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throw enough mud at the wall, some of it will stickTry the same thing (or similar things) often enough, and, even if the general standard is poor, sometimes one will be successful.2001, And still no one is shouting stop. read in The Kingdom archives at [1] on 02 Nov 06,Many team managers are of the philosophy that if you throw enough mud at the wall some of it will stick. They believe that team preparation is all about physical fitness. They run the players into the ground and they believe they will be "flying on the day".2001, Robert McCrum, Let them eat cake, in The Observer 16 Dec 01, read on Guardian Unlimited site at [2] on 02 Nov 06,Australian publishing boomed and in the past 10 years the country's literary culture has undergone a mini golden age, capped by Carey's triumph at the 2001 Booker Prize. As one Australian arts administrator said to me many years ago: 'Listen, mate, if you throw enough mud at the wall, some of it will stick.'2001, Chris Collin, Re: 2-cp speys on The Strathspey Server mailing list archive at [3] on 02 Nov 06,I am finding that "if you throw enough mud at the wall, some of it will stick". It doesn't always work of course (especially on the nights when the class is mostly the beginners), but the class seems to thrive on the challange.2005, Ray Craft (poster on The right scale blog), Fitzhooie and his Burden, read at [4] on 02 Nov 06,Prosecutors everywhere have bad habits of overcharging lots of cases, knowing that if the throw enough mud at the wall some of it will stick.2005, Sean Kelleher, Spike Milligan: His part in our downfall in Business 07 Aug 05, read at [5] on 02 Nov 06,As long as there is negligible regulation and enforcement anyone can actually try and do the job...Weak regulation allows the industry to build strategies on full time recruitment. The theory goes: throw enough mud at the wall, some of it will stick.c2005, Everything You've Learned About Marketing Is Wrong, read on LINC Performance website at [6] on 02 Nov 06,They have the money to continue to believe in the repetition side of the equation. You throw enough mud at the wall, some of it will stick. But it still isnRate it:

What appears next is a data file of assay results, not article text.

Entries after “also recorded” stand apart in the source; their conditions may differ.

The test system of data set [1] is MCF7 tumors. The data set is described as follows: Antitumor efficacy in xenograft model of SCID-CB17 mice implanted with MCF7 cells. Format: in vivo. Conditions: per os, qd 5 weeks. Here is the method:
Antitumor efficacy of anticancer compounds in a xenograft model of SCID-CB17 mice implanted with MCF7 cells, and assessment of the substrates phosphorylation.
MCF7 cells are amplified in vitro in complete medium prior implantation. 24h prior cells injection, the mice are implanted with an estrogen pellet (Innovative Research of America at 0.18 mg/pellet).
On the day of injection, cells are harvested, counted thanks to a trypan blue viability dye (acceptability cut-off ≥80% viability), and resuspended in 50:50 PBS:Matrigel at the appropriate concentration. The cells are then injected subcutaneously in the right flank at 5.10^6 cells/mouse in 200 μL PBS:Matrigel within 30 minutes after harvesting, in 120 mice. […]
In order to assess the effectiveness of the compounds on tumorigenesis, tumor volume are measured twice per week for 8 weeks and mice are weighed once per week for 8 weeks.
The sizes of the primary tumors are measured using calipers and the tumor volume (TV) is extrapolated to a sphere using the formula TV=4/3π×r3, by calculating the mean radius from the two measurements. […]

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good things come to those who waitA patient seeker will be satisfied in due time; patience is a virtue.Rate it:

(2.50 / 2 votes)
ancient historyThat which happened a long time ago and not worth discussing any more.Rate it:

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for onceFor the first time, after many instances to the contrary; in a rare exception to the rule; as an exception to the usual.Rate it:

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keep one's eye on the ballMy ethos has always been to be very straight with people, tell it as it is. It doesn't often make people happy but I found that over a period of time it's better to be that way. So being straight, also being very focused on your objectives, keep your eye on the ball and not get deflected away from it.Rate it:

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day or nightAt any time; 24/7Rate it:

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hang (hang with)Spend time in the company of someone.Rate it:

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one who hesitates is lostA person who spends too much time contemplating what to do may miss a valuable but fleeting opportunity.Rate it:

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quick-and-dirtyDone or constructed in a hasty, approximate, temporarily adequate manner, but not exact, fully formed, or reliable for a long period of time.Rate it:

(1.00 / 1 vote)